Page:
According to an August 2017 Bureau of Labor Statistics unemployment duration report, 30.9% of people find a job in fewer than five weeks; 29.3% find a job in five to 14 weeks; and 13.9% find work in 15-26 weeks. The longer you are unemployed, the worse things become. After six months you are considered as long-term unemployed, and if you have been getting unemployment benefits they usually run out. It’s a frightening situation.
Unemployment is a big problem, but there are options that can help. The skilled and seasoned Ohio bankruptcy attorneys at Fesenmyer Cousino Weinzimmer understand that even the most well-intentioned and hard-working people can find themselves in a financial hole after losing a job. We offer a free consultation to evaluate your financial situation. We can help by looking at your debts, your income, and your goals and coming up with a debt-relief plan that’s best for you.
Call one of our conveniently located office branches at 614-228-4435 (Columbus), 937-222-7472 (Dayton), or 877-654-5297 (Cincinnati) or email for your free consultation.
Steps to Help
While it is difficult to get through financial problems brought on by job loss, there are some prudent steps to take to strengthen your financial situation and keep up with bills. These include:
1) Apply for unemployment benefits and government assistance.
Apply for jobless benefits if you qualify. Other government assistance may include the Supplemental Nutrition Assistance Program (SNAP) and school lunches for your children.
2) Make a budget and prioritize your financial obligations.
With the money running low, you need to carefully decide which are the most important bills and pay these first. Priority bills are the necessities of life, such as mortgage or rent, utilities and food. You can take steps to lower these like raising the thermostat in the summer and lowering it in the winter, cooking at home instead of eating out, and even taking in a roommate if possible.
Additional priority payments include:
- Health insurance. The federal Consolidated Omnibus Budget Reconciliation Act (COBRA) allows you to continue your employer’s group coverage, but it is expensive. You may be able to find a less expensive plan through HealthCare.gov.
- Car payments and auto insurance. You may be able to reduce your car payment by enrolling in your auto lender’s temporary hardship program. If you have an expensive car, you may want to surrender it or trade it in for a less-expensive model.
- Child support payments.
- Income taxes.
3) Enroll in creditor hardship programs.
Check with your credit card, as they may be willing to work with you to avoid default by lowering or delaying payments entirely for a certain amount of time. Mortgage lenders and auto lenders often have hardship programs as well, and you may qualify for a temporary suspension or reduction in student loan payments.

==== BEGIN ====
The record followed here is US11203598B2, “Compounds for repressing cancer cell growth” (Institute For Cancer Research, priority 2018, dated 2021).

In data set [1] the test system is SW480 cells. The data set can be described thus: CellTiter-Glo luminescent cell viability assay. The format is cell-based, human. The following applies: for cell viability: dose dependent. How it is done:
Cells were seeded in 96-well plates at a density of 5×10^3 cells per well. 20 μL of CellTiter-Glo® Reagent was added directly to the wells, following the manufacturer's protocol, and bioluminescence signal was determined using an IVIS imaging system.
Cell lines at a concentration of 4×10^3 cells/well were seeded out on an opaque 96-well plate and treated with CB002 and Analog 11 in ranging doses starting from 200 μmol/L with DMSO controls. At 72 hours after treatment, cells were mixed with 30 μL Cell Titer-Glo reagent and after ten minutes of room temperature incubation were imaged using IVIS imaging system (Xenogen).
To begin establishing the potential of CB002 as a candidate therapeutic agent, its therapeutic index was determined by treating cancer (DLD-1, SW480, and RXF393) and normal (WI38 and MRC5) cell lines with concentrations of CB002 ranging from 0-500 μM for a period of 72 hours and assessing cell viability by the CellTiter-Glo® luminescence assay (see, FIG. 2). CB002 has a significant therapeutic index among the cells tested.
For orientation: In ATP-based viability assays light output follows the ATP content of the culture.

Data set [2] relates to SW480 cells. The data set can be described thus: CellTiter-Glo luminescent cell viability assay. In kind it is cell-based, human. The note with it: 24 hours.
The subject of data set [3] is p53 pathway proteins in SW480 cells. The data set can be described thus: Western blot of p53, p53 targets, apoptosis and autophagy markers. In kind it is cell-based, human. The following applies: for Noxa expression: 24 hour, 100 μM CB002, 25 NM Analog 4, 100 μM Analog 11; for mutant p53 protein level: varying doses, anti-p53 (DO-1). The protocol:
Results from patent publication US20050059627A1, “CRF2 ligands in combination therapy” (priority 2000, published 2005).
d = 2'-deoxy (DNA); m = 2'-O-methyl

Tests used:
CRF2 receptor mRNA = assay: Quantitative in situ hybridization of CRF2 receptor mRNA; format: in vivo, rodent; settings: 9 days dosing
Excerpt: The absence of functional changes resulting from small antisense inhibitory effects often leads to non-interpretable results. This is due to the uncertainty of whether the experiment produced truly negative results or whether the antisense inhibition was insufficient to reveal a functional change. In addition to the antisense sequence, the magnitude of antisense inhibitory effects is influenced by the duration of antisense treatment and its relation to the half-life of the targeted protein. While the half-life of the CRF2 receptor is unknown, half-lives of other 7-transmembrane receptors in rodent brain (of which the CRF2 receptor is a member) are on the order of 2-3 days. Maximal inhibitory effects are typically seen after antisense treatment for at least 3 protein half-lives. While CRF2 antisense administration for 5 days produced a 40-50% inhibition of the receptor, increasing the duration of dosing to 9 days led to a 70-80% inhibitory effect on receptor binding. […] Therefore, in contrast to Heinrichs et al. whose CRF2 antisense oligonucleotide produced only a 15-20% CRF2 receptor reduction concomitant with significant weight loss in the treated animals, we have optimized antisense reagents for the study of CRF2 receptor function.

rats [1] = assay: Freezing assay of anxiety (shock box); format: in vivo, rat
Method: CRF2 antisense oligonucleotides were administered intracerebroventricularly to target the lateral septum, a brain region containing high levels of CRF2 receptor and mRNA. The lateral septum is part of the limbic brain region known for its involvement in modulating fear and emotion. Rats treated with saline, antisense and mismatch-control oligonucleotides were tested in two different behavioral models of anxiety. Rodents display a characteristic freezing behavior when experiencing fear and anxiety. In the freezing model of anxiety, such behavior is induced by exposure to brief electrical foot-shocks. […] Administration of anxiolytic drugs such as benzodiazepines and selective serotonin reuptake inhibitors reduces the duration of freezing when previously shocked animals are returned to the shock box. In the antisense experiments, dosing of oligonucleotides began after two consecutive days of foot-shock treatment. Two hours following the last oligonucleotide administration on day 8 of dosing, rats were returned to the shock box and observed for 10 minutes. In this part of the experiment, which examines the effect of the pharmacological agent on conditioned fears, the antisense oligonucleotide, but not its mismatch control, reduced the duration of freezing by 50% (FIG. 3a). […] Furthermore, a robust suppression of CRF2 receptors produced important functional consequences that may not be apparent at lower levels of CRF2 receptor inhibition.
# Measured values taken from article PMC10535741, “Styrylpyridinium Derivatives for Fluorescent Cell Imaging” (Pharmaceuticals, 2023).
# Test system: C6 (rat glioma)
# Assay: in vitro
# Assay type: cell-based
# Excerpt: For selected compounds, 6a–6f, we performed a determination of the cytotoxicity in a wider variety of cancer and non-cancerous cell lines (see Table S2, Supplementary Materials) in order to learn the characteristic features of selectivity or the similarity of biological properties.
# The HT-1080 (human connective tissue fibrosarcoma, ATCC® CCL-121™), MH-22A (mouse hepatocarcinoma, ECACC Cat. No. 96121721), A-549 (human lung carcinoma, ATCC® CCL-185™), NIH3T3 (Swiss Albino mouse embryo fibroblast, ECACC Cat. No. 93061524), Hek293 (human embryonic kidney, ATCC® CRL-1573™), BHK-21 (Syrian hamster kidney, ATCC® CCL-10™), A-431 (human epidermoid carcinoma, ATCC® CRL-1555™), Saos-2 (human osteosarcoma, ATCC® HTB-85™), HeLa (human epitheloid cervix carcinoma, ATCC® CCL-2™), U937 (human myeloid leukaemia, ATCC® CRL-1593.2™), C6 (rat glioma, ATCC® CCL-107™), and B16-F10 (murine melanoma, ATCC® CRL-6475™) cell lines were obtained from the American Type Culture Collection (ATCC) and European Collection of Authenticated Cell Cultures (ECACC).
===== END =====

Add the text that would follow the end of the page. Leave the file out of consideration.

4) Cut back unnecessary expenses such as:
- Phone, Cable, Subscriptions. You will need a cellphone, but cut back expensive plans with unlimited data. Get rid of your land-line phone if you still have one. Cut out cable TV and save on internet by applying for a low-income subsidy. Eliminate subscriptions for newspapers and magazines.
- Services – Do lawn, house and repair work yourself.
5) Be careful with credit cards.
Pay your minimum payments if you can afford them, but be very careful about charging anything new. Avoid taking cash advances or signing up for financing plans, or using your credit cards for cash.
6) Do not withdraw money from a 401(k).
Retirement plans like 401(k)s and IRAs are exempt from bankruptcy, impose high penalties for withdrawal, and you will have to pay taxes on the money if you’re under 55.
7) Consider bankruptcy.
If your unemployment continues so long that you are not able to pay your necessary bills, bankruptcy may be your best option. Bankruptcy can eliminate many debts and provide you a fresh start. The loss of a job is one of the most common reasons people file bankruptcy, and you do not have to be employed to file.
The two major types of bankruptcy are Chapter 7 and Chapter 13.
- Chapter 7 –Chapter 7 allows most, if not all, debts to be removed, providing a fresh start through full liquidation of all assets.
- Chapter 13 –Chapter 13 may allow you to keep property, such as a mortgaged house, while you complete a three- to five-year payment plan to have debts forgiven. You will be given a temporary reprieve and an opportunity to repay some of the accrued debt. A court-ordered repayment plan and potentially renegotiated terms will provide the chance to get out from under some of the worst debt and emerge financially stronger.
Contact Us For Help
If you have lost your job and your debts have become overwhelming, we can provide a helping hand. The experienced and compassionate Ohio debt relief attorneys at Fesenmyer Cousino Weinzimmer offer a free consultation to evaluate your entire financial situation. We will examine your income, your debts and your goals and discuss the best fit for you. We will make sure you are aware of all your options and help you decide on the path to a brighter future that makes sense in your individual case. We understand what you are going through and will handle every phase of the process.
Delaying can only make your situation worse, so call the Ohio bankruptcy attorneys at Fesenmyer Cousino Weinzimmer today! Call one of our conveniently located office branches at 614-228-4435 (Columbus), 937-222-7472 (Dayton), or 877-654-5297 (Cincinnati) or email for your free consultation so we can determine what debt relief solutions will work best for you.
”Danielle Weinzimmer is one of the absolute best in her career field, She is very professional, courteous, friendly and explained, guided me through the bankruptcy process. She answered all my questions in depth with no hesitation. I recommend her and the firm to anyone needing assistance. Thanks very much!” – Jeff McGuire (Google Review)